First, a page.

After a hectic 2018, early indications are that changes and challenges may face us in 2019. On the same day we learned that Celgene, the dominant pharmaceutical company in the myeloma field for over two decades, will be bought by Bristol-Myers Squibb (BMS), the price of Celgene’s myeloma drug, Revlimid, was increased yet again. The future landscape in the myeloma space will emerge in the coming months as the takeover by BMS is finalized in the third quarter of 2019.

The very good news is that the commitment to myeloma research and new drug development is at an all-time high around the world. But the challenges of high drug costs and global access remain. It will require all the tools of resilience to handle these and broader concerns for myeloma patients everywhere.

What is resilience?

In a previous blog, I introduced the concept of resilience. Additional studies indicate that everyone’s ability to deal with stress is partly “hardwired” from birth, but can definitely be improved using positive strategies to focus on ideal outcomes. So, when change occurs, and challenges come out of left field, resilience is the ability to calmly recalibrate your personal navigation systems and chart a new way forward. Easier said than done – but it is becoming the name of the game!

Early 2019 news

The early news this year is a mixture of good and bad:

  • New therapies Let’s start with the good news that several important new therapies will be moving forward towards FDA approval. There should be word about selinexor within the next two to three months. Other agents, such as venetoclax, melflufen plus BiTEs (bispecific T-cell engagers), and CAR T-therapies, will continue in trials in 2019. Exciting trials with approved agents will also continue – such as the ASCENT trial  in high-risk smoldering multiple myeloma (HR SMM), in which Kyprolis + Revlimid + dexamethasone + Darzalex is already producing deep responses.

The disconcerting news is that there is no new plan to make all these new therapies truly affordable. With costs that exceed the mortgage on the most luxurious home, you can imagine any solution will certainly be elusive this year.

But one piece of good news is that a team of myeloma specialists (including myself) seeking approval for minimal residual disease (MRD) as an endpoint in myeloma met with the U.S. Food and Drug Administration (FDA) on December 11, 2018, and has clear plans to submit data for potential approval in 2019. This means that clinical trials can be much shorter and cheaper using undetected MRD (“MRD negative”) as an early indicator of treatment benefit with new treatments or combinations.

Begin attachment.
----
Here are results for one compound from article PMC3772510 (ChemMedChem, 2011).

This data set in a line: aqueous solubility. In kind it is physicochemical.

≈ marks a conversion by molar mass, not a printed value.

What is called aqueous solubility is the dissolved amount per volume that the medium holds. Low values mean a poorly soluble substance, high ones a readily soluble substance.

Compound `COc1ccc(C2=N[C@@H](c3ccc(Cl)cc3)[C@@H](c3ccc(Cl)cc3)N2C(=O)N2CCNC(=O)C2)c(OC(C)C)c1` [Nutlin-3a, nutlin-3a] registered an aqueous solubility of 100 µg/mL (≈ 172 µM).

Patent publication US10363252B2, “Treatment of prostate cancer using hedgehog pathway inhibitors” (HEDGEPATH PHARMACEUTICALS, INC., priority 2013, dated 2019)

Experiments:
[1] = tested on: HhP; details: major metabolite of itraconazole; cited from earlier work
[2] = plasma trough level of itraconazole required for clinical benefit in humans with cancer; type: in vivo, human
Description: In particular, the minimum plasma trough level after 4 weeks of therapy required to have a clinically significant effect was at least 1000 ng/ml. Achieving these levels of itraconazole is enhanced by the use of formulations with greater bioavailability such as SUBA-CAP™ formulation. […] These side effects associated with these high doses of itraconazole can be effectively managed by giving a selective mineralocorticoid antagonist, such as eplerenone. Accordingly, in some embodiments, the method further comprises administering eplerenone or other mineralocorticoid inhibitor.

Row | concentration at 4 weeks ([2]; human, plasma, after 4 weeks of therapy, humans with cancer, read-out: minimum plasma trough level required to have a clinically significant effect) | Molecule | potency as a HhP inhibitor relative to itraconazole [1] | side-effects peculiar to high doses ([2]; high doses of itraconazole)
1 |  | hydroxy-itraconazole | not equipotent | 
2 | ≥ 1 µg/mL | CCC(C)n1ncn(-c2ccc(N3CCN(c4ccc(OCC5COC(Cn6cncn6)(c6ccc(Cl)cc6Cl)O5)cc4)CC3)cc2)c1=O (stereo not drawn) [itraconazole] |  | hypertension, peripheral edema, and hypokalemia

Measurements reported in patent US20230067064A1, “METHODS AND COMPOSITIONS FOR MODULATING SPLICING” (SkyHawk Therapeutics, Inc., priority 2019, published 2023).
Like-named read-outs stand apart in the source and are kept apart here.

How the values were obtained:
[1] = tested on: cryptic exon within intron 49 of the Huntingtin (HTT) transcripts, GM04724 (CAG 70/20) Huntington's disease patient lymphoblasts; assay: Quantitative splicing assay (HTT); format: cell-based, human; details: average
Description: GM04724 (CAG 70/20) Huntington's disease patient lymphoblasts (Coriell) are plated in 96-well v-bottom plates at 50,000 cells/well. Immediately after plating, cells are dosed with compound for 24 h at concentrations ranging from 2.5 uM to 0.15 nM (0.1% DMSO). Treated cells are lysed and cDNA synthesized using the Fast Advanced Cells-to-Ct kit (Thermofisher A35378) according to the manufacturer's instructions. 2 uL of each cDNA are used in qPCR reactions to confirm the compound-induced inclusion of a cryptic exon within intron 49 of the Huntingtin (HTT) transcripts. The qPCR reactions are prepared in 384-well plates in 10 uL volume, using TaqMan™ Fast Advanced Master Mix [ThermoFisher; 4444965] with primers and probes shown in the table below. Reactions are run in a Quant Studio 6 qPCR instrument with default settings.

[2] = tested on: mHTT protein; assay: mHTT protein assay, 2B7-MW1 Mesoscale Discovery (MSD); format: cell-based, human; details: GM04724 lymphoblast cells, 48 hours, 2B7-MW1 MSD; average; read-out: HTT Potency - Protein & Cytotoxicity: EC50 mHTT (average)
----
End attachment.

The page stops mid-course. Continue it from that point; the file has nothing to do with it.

• What to eat The good news is that for 2019, the Mediterranean Diet has won gold as the top-ranked diet by U.S. News & World Report! This is something I have been recommending for several years – the diet eaten in healthy, so-called Blue Zones, where residents have an increased likelihood of living to over 100 years old. (See my previous blogs for more details: “Investing in health is the best way to achieve longevity,”

The not-so-good news is that consumers in the U.S. need to select foods with caution since (because of bad health consequences) are NOT banned here. The food additives and various drugs that are of concern include potassium bromate and azodicarbonamide (ADA) (found in baked goods, such as American-made bread, cookies, buns and pizzas). These are possible cancer-causing agents, as are the flavor enhancers and preservatives butylated hydroxyanisole (BHA) and butylated hydroxytoluene (BHT), used widely in American food products. Brominated vegetable oil (BVO) and dyes (yellow dyes #5 and #6; red dye #40) can cause a variety of medical problems.

This is one area where resilience comes into play. Be informed, stick with the “Real Food” which is a key part of the Mediterranean diet!

What causes myeloma?

An ongoing development in 2019 is the IMF-supported iStopMM project in Iceland. An important part of iStopMM is to determine which patients in Iceland are developing MGUS (monoclonal gammopathy of undetermined significance), SMM (smoldering multiple myeloma), and MM (multiple myeloma), and why. The expectation is that multiple factors are involved, including age (likelihood increases with age), diet (Mediterranean-type diet is beneficial), and potential exposures to infectious agents or toxins of types to be assessed/determined. It is truly exciting to see the start of this exploratory process.

On the negative side, the activities of the U.S. Environmental Protection Agency (EPA) continue to be very distressing. A recent report indicates a rollback of mercury emissions restrictions from coal-burning power plants. Cumulative emissions and toxic leaks of various types are well known to impact the health of everyone through both air and water pollution. Again, personal resilience is needed to be aware and protect yourself and family members to the extent possible.

Turbulent year

Another turbulent year is off and running. With so much positive happening, it is important to be alert for the best opportunities and avoid potential negatives along the way. Resilience will definitely be an asset worth cultivating for all!


Dr. Durie sincerely appreciates and reads all comments left here. However, he cannot answer specific medical questions and encourages readers to contact the trained IMF InfoLine staff instead. Specific medical questions posted here will be forwarded to the IMF InfoLine. Questions sent to the InfoLine are answered with input from Dr. Durie and/or other scientific advisors and IMWG members as appropriate, but will not be posted here. To contact the IMF InfoLine, call 800-452-CURE, toll-free in the US and Canada, or send an email to infoline@myeloma.org. InfoLine hours are 9 am to 4 pm PT. Thank you.

 

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